There are aspects of human experience difficult, if not impossible to explain or discuss with integrity. As we slow down and join the ranks of those who have contemplated the open space beyond or behind the movement of life, we touch the ineffable: emptiness, silence, stillness, or in Sanskrit sunyata. This is the potent energy that all things arise from and are made of, the energy behind all that is manifest. Pema Chodron describes sunyata as open space rather than emptiness; the moments while meditating or when fully immersed in life's texture when habitual thought, judgment, or analysis patterns are suspended. Those moments have a fresh or clarified quality; empty but also full of potential insight.
Sound and silence are tangible examples of the interplay between emptiness and form. This passage from West with the Night, (an autobiography by Beryl Markham) touches on the potency of silence; the way in which silence holds the echo of form:
"There are all kinds of silences and each of them means a different thing. There is the silence that comes with morning in a forest, and this is different from the silence of a sleeping city. There is silence after a rainstorm, and before a rainstorm, and these are not the same. There is the silence of emptiness, the silence of fear, the silence of doubt. There is a certain silence that can emanate from a lifeless object as from a chair lately used, or from a piano with old dust upon its keys... This kind of silence can speak. Its voice may be melancholy, but it is not always so; for the chair may have been left by a laughing childor the last notes of the piano may have been raucous and gay. Whatever the mood or the circumstance, the essence of its' quality may linger in the silence that follows. It is a soundless echo."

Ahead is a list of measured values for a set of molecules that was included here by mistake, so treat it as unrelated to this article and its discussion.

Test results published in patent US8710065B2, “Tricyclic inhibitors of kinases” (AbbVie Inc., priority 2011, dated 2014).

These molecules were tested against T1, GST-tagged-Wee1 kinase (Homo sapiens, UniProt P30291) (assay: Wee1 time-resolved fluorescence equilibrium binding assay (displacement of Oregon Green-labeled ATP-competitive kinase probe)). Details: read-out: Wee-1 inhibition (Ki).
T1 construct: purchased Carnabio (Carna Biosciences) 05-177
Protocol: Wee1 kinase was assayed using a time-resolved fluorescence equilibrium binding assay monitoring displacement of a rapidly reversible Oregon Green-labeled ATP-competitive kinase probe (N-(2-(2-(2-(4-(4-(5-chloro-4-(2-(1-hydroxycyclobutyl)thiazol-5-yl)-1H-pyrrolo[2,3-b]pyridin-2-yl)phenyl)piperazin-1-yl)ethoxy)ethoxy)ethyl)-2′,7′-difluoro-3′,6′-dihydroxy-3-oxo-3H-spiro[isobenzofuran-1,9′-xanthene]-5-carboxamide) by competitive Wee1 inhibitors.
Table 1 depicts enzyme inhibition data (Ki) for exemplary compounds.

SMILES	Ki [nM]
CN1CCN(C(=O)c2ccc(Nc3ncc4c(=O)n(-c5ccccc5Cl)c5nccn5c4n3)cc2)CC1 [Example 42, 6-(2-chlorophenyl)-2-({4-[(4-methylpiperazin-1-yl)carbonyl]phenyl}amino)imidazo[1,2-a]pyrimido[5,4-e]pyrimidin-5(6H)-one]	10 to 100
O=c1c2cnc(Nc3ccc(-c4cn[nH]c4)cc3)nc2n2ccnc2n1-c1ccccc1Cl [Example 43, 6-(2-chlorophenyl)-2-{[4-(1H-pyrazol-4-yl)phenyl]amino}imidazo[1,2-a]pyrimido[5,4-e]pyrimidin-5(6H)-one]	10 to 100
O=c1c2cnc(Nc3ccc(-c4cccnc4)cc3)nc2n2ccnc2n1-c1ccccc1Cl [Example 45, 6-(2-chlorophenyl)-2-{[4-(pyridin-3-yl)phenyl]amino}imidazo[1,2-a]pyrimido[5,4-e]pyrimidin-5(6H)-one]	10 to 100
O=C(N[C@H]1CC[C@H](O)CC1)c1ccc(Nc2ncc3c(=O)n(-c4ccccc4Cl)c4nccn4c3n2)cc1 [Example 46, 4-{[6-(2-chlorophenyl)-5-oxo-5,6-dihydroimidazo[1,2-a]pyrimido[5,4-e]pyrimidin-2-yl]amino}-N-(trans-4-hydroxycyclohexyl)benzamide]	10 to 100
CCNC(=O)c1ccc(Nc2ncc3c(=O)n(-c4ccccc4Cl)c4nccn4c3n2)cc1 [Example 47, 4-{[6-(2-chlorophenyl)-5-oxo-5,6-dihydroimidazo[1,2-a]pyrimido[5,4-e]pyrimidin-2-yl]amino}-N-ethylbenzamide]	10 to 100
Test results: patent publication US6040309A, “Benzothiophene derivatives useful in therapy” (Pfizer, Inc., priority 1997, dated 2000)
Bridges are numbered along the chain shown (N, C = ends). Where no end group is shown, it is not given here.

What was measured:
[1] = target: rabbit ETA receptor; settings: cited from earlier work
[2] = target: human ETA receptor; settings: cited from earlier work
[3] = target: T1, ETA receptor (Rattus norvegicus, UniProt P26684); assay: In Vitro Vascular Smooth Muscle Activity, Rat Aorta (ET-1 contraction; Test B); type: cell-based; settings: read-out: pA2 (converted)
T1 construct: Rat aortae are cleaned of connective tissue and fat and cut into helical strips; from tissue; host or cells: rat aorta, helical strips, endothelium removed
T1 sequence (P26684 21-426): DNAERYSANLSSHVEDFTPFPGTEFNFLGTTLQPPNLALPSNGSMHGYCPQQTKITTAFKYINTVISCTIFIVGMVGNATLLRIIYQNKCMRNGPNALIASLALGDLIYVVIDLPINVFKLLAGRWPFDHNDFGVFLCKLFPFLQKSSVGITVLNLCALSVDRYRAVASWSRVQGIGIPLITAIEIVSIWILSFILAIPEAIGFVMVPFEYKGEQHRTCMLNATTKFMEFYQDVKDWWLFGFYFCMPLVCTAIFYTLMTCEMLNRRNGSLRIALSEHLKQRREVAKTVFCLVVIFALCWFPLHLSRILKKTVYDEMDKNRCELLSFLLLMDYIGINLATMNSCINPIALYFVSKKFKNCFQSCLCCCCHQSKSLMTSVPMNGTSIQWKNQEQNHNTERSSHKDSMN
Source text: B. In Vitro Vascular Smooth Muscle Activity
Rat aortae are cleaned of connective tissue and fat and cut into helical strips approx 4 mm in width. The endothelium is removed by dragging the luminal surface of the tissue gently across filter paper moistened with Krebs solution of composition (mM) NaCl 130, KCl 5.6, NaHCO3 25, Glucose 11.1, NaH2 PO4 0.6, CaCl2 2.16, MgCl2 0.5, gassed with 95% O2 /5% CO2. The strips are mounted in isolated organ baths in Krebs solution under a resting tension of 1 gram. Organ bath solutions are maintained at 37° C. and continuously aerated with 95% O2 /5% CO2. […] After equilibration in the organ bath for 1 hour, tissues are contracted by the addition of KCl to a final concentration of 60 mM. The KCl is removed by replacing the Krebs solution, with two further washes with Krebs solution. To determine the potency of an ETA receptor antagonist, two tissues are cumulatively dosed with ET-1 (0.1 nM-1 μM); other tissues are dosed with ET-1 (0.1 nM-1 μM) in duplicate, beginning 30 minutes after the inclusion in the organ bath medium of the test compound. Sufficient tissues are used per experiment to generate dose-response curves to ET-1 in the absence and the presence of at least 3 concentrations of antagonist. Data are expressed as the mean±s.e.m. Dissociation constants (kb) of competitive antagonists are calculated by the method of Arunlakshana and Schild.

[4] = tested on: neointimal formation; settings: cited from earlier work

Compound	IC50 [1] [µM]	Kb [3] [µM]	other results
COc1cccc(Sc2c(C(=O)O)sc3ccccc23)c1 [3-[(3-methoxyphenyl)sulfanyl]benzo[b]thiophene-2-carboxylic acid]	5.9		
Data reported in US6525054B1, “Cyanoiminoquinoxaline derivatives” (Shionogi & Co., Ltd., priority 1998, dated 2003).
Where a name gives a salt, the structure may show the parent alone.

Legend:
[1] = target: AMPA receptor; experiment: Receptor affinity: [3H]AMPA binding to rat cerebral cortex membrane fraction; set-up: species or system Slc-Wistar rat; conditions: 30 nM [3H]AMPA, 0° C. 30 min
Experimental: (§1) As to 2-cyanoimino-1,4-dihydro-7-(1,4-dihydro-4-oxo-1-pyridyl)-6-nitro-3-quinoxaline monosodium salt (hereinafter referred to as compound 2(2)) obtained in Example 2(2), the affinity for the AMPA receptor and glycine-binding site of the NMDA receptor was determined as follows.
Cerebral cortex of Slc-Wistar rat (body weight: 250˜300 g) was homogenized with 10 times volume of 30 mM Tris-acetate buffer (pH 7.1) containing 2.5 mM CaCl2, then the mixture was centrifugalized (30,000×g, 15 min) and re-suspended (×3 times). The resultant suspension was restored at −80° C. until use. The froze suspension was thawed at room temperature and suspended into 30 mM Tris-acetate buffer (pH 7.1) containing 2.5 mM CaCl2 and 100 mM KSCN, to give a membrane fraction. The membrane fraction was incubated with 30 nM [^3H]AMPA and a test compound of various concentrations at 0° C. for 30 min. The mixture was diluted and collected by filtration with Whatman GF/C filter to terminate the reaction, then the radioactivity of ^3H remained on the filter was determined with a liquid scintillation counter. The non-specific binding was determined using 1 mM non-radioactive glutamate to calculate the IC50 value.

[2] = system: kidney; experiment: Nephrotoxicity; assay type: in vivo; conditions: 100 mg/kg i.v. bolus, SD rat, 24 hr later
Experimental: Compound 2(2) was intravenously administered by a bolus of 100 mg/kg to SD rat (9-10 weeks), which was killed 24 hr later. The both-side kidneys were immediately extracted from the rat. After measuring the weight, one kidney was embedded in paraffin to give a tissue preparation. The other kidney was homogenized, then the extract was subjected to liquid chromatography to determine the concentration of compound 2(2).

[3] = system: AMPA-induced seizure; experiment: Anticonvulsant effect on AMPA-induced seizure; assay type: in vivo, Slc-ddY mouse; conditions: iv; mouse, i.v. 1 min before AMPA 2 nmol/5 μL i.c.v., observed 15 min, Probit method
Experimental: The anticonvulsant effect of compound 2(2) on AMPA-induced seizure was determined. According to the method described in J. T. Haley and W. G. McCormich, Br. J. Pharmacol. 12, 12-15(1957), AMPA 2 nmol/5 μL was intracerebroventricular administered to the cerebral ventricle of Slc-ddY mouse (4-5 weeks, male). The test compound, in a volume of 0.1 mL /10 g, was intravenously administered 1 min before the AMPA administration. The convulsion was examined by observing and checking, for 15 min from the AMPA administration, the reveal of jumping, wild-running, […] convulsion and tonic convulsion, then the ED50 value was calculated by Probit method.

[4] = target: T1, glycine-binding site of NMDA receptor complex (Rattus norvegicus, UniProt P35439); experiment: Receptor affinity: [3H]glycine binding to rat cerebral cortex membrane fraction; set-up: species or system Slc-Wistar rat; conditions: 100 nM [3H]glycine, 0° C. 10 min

On a kayaking expedition around the Kenai Peninsula of Alaska, myself and two others undertook in 2008, we experienced this potency of silence in several places. The outer coast of Alaska is not frequently visited and the land holds the echo of the weather and animal existence found there. On a flat calm day in the bright sun of early morning we rounded Gore Point- a hook of land reaching into the Gulf of Alaska. When you turn on your VHF weather radio, the report for Gore Point is regularly nasty. Rounding the point that day, craning upwards at shear cliffs 1,300 ft. above, there was a feeling of unease, like tiptoeing past a sleeping dragon. Although the water was glassy and the scene was the most stunning I had witnessed, we didn't linger; the intensity of the conditions common to the point echoed within us.
When practicing asana or SATYA (a form of movement based on Feldenkrais and Somatics involving rocking and unwinding movements), I often take the time to pause after the pattern or pose just to feel the internal echoing of my nervous system, like a humming or pulsation. This step is the vital practice of non-doing; it provides an opportunity for inner listening and maintains the connection to open space or sunyata.